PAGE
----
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Finally we have something to go cuckoo for besides Cocoa Puffs. Let me tell you about a game where you take a jumbled mess of sticks and build a nest fit for a schizophrenic avian. Over a cool 10 minutes you delicately place the elongated dowels and use them to create a crisscross pattern to hold your eggs. If by a twitch or bump you displace those already nestled in the nest, well then you collect them and get back in the trenches. Such is life in HABA’s Go Cuckoo.
Like most dexterity games of family weight, this one is a simple exercise that requires a bit of precision and a healthy sense of humor. Even the littlest of hands can perform the necessary motor functions to pluck a stick from the tin can and then align it horizontally – in some respects, children have an advantage weaving between the obstructions.
Mechanically it’s very simple. You pull a dowel from the can and look at the color on the bottom end. If it matches the color on the top end, you’re good to go and can place it sideways in the nest. If it’s a different color, then you’re required to draw another stick matching this new shade. If unlucky once again, well then you draw a third stick before finally being allowed to place all three regardless of the outcome.
Drawing and placing more sticks is undesirable because it causes more interaction with the mish-mash of vertical and horizontal nest pieces. The more you jostle our communally built poor excuse for a bird’s nest, the more likely previously placed eggs are to fall. There’s a solid amount of tension here without it being overwhelming or suffocating.
When eggs roll off the sticks and fall outside the can, the offender is required to collect them. If any fall inside the tin then you must take an existing egg from each other player. This is, of course, bad because you’re looking to unload all of your eggs in that most uncomfortable of nests. Eventually, someone will and then they must place the cutesy bird meeple atop the rickety bed and hope for the best. Voilà.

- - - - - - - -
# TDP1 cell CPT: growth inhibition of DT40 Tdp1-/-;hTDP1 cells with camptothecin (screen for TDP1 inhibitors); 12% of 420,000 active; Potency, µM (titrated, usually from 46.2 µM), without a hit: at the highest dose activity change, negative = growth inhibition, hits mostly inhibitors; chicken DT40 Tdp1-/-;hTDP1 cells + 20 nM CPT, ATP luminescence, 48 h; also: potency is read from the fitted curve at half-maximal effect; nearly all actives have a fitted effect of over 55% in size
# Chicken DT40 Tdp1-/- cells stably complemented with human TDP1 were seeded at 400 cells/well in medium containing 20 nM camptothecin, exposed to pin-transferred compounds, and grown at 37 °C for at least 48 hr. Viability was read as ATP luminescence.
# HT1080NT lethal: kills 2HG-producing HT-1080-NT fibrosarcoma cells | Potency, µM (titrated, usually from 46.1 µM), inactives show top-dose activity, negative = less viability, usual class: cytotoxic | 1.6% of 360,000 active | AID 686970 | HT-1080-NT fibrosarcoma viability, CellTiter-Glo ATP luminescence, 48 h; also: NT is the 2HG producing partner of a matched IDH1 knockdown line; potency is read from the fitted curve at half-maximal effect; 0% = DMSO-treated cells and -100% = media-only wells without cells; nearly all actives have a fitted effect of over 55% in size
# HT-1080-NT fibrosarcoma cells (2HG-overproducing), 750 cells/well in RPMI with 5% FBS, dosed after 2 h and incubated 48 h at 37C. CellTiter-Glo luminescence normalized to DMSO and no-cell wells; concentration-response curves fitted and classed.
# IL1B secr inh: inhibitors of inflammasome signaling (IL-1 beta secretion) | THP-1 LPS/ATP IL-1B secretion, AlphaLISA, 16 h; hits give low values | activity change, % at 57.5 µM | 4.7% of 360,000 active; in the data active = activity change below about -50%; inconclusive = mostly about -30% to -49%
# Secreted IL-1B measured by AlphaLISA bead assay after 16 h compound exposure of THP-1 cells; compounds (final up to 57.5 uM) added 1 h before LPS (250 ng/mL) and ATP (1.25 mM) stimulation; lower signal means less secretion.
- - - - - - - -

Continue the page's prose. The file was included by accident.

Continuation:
Go Cuckoo is perhaps not as flashy as Dragon’s Tower or as uproarious as Boom, Bang, Gold, but it sits in sort of a nice middle area. It immediately draws similarities to the classic Kerplunk!, but it brings a modern touch alongside a reverse mechanism of placing instead of pulling.
There’s a solid amount of joy in weaving those skewers between the supports of the flimsy structure. It’s a process with skill requirements that can vary wildly. This provides emphasis to the evaluation portion of the game where you’re eyeing up the nest and looking for gaps to exploit.
While going the tin can route instead of a box can be annoying for storage concerns, it’s hard to argue that HABA doesn’t make the best of it here. The can itself is popped open and the whole thing is pretty much ready to go.
Working hand in hand with that platform is the visual development of the design. As the arc of play develops the amusement of the nest does as well. It’s a spikey, half-ugly thing that looks completely chaotic and random. This is harnessed to provide the challenge in deftly placing each piece and it all comes together pretty well for a satisfying experience.
Beyond the obvious positioning as a family game, Go Cuckoo proves a solid contender for a group of more entrenched hobbyists. It’s a skill based game and quick enough to properly bookend a night of more grueling activity. It also performs admirably under the fog of intoxication, heightening the humor element ingrained in the genre.
Whatever your intention, Go Cuckoo delivers a solid gaming experience that is ultimately flexible. It’s easy to get to the table and a sure bet to appeal to most tastes.
What are your favorite family games? Let us know in the comments! And be sure to join host Becca Scott on Game the Game every Thursday here on Geek & Sundry to watch the best boardgames played with fantastic guests!
More family gaming goodness!
- Throw Dynamite in a Box in ‘Boom, Bang, Gold’
- Five Great Kids Games (That Aren’t Excruciatingly Dull)
- Three More Kids Games that Aren’t Excruciatingly Dull
Image Credits: Charlie Theel, HABA games
Editor’s note: A sample of the game was provided by the publisher